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Viewpoints

This week the trial of Casey Anthony was concluded. The verdict: “Not Guilty”. The uproar over this result is loud and sweeping. The passionate upset and debate have been likened to the acquittal of OJ Simpson who was also acquitted of murder. It is a case study of the human condition, of mass pressure, emotion and response.

On one hand we in the United States place a great value upon justice and the rule of law. We cry out for it. We demand it. We expect it and defend it. The concept of justice we consider essential to the wellbeing of self and society. Especially in the care of children, even in prisons the lowest regarded are those who harm our young. This value expectation and hope is good.

On the other hand there are times when our perceptions of justice are skewed. Sometimes passion drives us more than reason. Sometimes emotion is more important than fact. We face a danger that in our pursuit of noble justice we may run over it in a headlong rush to satisfy our passions, judgments, or perception of justice that may or may not be accurate.

How many times have we questioned our leaders, our courts and juries about the decisions they make and the actions they take?  How many times have we allowed the media or the plethora of commentators determine our opinions for us? How many times have we taken positions with less than all the available facts in our knowledge base? Who was it that said “A little knowledge is a dangerous thing”? Only the jury knows what happened in their deliberations. There seems to be a presumption of guilt and a will to undermine our judicial system, mistrusting the jury and process. There is a dangerous presumption of guilt.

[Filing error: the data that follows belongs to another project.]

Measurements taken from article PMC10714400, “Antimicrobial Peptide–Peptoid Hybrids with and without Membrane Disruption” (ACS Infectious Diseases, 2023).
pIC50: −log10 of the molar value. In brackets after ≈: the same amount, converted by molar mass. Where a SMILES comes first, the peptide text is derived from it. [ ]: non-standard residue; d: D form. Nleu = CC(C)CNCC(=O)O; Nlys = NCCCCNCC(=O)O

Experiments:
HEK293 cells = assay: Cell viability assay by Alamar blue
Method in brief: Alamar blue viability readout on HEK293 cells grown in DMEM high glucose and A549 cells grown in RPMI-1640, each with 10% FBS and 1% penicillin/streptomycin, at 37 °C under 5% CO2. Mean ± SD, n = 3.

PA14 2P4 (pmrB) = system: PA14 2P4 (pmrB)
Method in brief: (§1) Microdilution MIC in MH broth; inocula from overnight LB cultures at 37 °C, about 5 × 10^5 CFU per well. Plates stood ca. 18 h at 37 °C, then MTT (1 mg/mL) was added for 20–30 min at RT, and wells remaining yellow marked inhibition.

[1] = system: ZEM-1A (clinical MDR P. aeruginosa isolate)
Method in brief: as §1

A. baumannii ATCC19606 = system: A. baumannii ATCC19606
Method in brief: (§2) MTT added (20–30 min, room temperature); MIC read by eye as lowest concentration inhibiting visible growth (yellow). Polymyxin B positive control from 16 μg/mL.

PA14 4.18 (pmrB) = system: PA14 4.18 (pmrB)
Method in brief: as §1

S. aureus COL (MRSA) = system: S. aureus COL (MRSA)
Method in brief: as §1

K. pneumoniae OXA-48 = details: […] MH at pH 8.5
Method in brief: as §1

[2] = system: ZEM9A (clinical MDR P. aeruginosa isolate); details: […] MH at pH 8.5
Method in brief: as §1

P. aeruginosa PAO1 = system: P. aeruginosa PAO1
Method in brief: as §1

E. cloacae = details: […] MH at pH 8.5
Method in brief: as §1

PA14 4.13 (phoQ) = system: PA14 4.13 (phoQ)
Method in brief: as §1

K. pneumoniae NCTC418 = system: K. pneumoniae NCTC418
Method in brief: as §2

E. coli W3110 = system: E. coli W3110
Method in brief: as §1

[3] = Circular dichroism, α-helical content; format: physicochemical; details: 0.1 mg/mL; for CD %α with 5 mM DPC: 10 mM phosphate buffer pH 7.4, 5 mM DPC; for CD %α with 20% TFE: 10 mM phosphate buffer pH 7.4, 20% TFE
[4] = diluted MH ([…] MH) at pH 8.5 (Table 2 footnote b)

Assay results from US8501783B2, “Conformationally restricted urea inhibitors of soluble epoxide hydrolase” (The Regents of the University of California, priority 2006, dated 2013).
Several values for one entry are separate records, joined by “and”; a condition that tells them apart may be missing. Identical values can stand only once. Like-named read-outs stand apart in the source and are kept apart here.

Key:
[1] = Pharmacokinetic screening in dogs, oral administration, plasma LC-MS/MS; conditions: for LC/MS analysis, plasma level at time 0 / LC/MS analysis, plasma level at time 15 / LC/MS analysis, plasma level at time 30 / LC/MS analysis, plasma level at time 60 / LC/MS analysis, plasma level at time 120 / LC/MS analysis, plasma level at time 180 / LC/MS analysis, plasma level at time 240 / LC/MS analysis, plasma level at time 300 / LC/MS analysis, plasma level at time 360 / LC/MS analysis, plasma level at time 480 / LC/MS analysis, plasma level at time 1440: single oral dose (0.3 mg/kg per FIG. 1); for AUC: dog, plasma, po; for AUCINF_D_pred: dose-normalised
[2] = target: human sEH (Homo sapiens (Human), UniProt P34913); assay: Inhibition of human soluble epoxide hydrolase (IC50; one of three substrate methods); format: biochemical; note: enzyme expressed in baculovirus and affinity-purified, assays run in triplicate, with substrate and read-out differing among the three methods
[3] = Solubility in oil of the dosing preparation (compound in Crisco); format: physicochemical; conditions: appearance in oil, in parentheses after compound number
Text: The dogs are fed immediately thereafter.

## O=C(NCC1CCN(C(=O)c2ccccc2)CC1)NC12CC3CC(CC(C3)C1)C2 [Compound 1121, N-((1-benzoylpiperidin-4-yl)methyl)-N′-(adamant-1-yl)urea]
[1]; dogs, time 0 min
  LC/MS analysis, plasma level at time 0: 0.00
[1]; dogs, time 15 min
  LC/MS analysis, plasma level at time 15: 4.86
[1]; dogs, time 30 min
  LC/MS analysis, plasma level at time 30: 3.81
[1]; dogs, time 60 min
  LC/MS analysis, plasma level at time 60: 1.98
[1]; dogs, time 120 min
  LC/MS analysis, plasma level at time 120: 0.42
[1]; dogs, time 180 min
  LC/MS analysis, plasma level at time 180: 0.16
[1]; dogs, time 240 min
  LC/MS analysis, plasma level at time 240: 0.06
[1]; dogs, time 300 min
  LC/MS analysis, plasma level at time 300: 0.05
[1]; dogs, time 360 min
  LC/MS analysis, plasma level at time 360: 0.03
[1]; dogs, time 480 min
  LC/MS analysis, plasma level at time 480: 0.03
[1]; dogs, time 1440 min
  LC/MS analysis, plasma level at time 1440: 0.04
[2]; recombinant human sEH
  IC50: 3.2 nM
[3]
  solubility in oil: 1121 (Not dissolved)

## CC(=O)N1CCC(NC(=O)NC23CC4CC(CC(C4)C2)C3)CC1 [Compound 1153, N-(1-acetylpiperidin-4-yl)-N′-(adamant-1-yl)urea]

The challenge for Christ followers is not to get swept up in the fervor, to mediate the passion and to be faithful at all times, when things go our way, and especially when they don’t. Our judicial system and until recent times our society is based upon another principle that stands beside our value for justice. That value is “innocent until proven guilty”. Our forefathers felt it best that we let a few guilty go free rather than wrongly convict or penalize the innocent. People of good sense and faithful heart need to be advisors of wisdom and guidance to moderation and balance of values. It is up to the faithful to help prevent the society running headlong into chaos. Today one’s character may be challenged in the in the court of public opinion that person can be ruined for life. Has anyone considered what happens for the rest of their lives? Does anyone consider the witness they make in their passion and outburst?

There is a need for us to trust God with the true and pure upholding of justice accountability and compassion. There is a call for us to be civil with one another always and everywhere and not to lose control of our emotions, our actions, or our good sense. What is true is this, we will not always agree with what happens. We will not like every decision. But we are always and everywhere on display. Our words and actions reveal the truth of our being and values to all who observe us. Perhaps we should take care before we bluster about. Maybe we should remember our values before we challenge. And it might be a good idea to gather all the information we can from all sides before we decide?